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OK maybe this is a simplistic question but:

Scenario :

Beat to windward in a Force 3-4, flatish water, standard production 21st century cruiser/racer fractionally rigged

Dilemma:

If you have a choice between an overlapping 120% genoa sheeted around the shroud or a smaller say 100% blade jib sheeted to barber haulers inside the shroud.

Lets assume the blade will get you close to the speed the polar diagram predicts. Will you get anything more from the 120% genoa ?

Which do you go for ?
On a frac rig, most probably the blade will result in a faster sail plan output .... and enhanced pointing ability.

Reason: a blade 'can' be sheated INSIDE of the shrouds and without fouling on the spreaders .... and can be more easily adjusted to the defining 'slot open' distance. In F3-4 that 'attack angle' (tack to clew) is probably going to be somewhere on that 10° line offset from the tack.

If the 120 fouls with the spreader .... "no soup for you !"

Of course, you yourself have to do 'trials' with reference to correct 'slot open distance' vs. VMG once you get close to your final decision. When youre in this final stage of optimization, forget any so-called backwinding to the main ... simply finalize your plan based on speedo output and VMG.
 

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Its pretty clear that any race boats, not constrained by class or formula rules to a non-overlapping headsail, use the largest genoas permitted by the wind strength.

In a serious race fleet beating to a windward mark in under 18 MPH wind speed, it is unlikely to be a single boat not flying a 150%, other than those boats whose rating/formula/class choses to exclude more powerful headsails. Maybe the more tender boats actually will drop to a 130%...
Thats not the current trend in maxis and other top class boats, especially with frac. rigs with square top mains, etc. The 'trend' is definitely going towards blades instead of large LP overlappers on FRAC rigs.

With mast head boats the only way you can adequately use a large LP is to shorten up the spreader length and usually to keep it inside that 10° tack-clew line.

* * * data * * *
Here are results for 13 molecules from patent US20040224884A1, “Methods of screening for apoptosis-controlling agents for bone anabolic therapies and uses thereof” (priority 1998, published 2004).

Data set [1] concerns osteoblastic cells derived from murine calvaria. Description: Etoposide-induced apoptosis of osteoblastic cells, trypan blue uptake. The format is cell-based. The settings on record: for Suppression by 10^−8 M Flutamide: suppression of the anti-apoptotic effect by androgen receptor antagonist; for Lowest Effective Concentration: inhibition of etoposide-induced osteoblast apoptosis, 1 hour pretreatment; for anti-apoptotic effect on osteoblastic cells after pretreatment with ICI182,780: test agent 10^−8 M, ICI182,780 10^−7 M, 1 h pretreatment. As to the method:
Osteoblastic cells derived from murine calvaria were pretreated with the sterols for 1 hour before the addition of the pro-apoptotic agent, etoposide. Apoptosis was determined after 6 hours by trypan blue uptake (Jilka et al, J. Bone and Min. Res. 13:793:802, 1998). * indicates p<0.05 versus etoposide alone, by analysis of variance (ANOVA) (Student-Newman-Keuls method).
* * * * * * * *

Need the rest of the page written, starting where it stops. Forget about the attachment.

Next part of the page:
Many of the one design fleets and 'development classes' are doing the same ...
 

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Simply look at JeffH's avatar ....

Youll notice immediately that the leech of the jib is (for the most part) operating in close proximity and 'just before' to the 'point of maximum draft' (POMB) in the main. What this positioning of jib's leech to POMB of the main is doing is yielding maximum 'bootstrapping' of two sails or which affects the best 'dumping velocity' from the jib to the main ... for maximum interaction flow between the two sails. Once the jib leech overlaps beyond or aft of the POMB of the main, aero-efficiency of the combo will start to rapidly decline .... although one can 'muscle' more speed (but not necessarily more 'lift' in direct proportion to the increase in SA) by increasing SA with a larger overlap.

I perceive this configuration is why the 'modern' frac rigs are generally carrying a lower LP jib and rarely a large LP jib ... for the combo of best boat speed AND pointing ability irrespective of 'sail area' considerations alone, ... also ignoring the geometry problems associated with sheeting angles on large headsails.

Whether this config. was determined aerodynamically or simply iterated by trial and error, it 'seems' to be in accordance with that which theoretically generates maximum aerodynamic conditions and output.
 

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IMHO, self-tackers without a boom are pretty much useless, but I'm not expecting anyone to share my small thought on the matter.
Totally agree you. Without a (vanged) 'boom' or clubfoot there is no effective way to control 'twist' when the clew is outboard. This is usually always seen especially on cutter rigs with only staysl and reefed main flying ... without a means to prevent the clew from rising, the upper panels of the stay'sl will be unattached to airstream flow/stalling, the foot overtrimmed and only a small zone of the middle part of the sail 'actually' working ..... same thing with almost ANY jib when the clew is well outboard. Even with fore/aft fairlead, etc. adjustment, etc. to control clew height ... with a sans 'boom' arrangement the jib will 'naturally' become deeper drafted .... more powerful but 'slower' when the clew is well 'outboard'. FLAT is faster in most conditions (in relatively flat water, etc.)

In the olden days before the 'rules changes' ... a reaching strut or jockey pole was used to help control the 'clew rise'. The Hoyt Boom in this respect is perhaps the best way to do this ... but unfortunately is impossible to apply to an 'overlapping' jib/genoa.
;-)
 
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